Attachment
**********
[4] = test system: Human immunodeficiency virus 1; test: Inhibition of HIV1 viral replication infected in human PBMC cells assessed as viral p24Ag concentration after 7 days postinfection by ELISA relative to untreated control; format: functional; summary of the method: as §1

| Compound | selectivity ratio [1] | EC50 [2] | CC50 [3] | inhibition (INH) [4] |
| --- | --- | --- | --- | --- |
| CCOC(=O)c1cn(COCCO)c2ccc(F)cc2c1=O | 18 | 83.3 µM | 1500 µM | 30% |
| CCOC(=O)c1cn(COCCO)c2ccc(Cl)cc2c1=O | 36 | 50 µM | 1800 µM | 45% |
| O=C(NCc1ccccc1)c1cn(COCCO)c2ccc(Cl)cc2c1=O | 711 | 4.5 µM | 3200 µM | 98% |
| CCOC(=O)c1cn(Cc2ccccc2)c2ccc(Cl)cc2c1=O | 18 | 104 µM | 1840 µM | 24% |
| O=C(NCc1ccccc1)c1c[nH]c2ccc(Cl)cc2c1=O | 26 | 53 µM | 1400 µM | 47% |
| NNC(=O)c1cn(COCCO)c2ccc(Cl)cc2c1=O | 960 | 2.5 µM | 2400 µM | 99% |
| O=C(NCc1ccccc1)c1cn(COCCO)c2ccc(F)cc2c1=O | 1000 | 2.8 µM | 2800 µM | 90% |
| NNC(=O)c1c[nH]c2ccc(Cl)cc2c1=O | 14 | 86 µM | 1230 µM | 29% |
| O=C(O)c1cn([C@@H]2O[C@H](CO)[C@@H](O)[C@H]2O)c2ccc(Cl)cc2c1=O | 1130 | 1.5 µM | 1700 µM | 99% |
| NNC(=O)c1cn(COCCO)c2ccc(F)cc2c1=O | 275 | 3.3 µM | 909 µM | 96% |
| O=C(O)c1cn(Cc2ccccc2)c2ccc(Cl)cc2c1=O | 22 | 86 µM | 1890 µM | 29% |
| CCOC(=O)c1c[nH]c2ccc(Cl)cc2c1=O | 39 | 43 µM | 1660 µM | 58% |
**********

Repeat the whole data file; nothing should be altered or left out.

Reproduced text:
[4] = test system: Human immunodeficiency virus 1; test: Inhibition of HIV1 viral replication infected in human PBMC cells assessed as viral p24Ag concentration after 7 days postinfection by ELISA relative to untreated control; format: functional; summary of the method: as §1

| Compound | selectivity ratio [1] | EC50 [2] | CC50 [3] | inhibition (INH) [4] |
| --- | --- | --- | --- | --- |
| CCOC(=O)c1cn(COCCO)c2ccc(F)cc2c1=O | 18 | 83.3 µM | 1500 µM | 30% |
| CCOC(=O)c1cn(COCCO)c2ccc(Cl)cc2c1=O | 36 | 50 µM | 1800 µM | 45% |
| O=C(NCc1ccccc1)c1cn(COCCO)c2ccc(Cl)cc2c1=O | 711 | 4.5 µM | 3200 µM | 98% |
| CCOC(=O)c1cn(Cc2ccccc2)c2ccc(Cl)cc2c1=O | 18 | 104 µM | 1840 µM | 24% |
| O=C(NCc1ccccc1)c1c[nH]c2ccc(Cl)cc2c1=O | 26 | 53 µM | 1400 µM | 47% |
| NNC(=O)c1cn(COCCO)c2ccc(Cl)cc2c1=O | 960 | 2.5 µM | 2400 µM | 99% |
| O=C(NCc1ccccc1)c1cn(COCCO)c2ccc(F)cc2c1=O | 1000 | 2.8 µM | 2800 µM | 90% |
| NNC(=O)c1c[nH]c2ccc(Cl)cc2c1=O | 14 | 86 µM | 1230 µM | 29% |
| O=C(O)c1cn([C@@H]2O[C@H](CO)[C@@H](O)[C@H]2O)c2ccc(Cl)cc2c1=O | 1130 | 1.5 µM | 1700 µM | 99% |
| NNC(=O)c1cn(COCCO)c2ccc(F)cc2c1=O | 275 | 3.3 µM | 909 µM | 96% |
| O=C(O)c1cn(Cc2ccccc2)c2ccc(Cl)cc2c1=O | 22 | 86 µM | 1890 µM | 29% |
| CCOC(=O)c1c[nH]c2ccc(Cl)cc2c1=O | 39 | 43 µM | 1660 µM | 58% |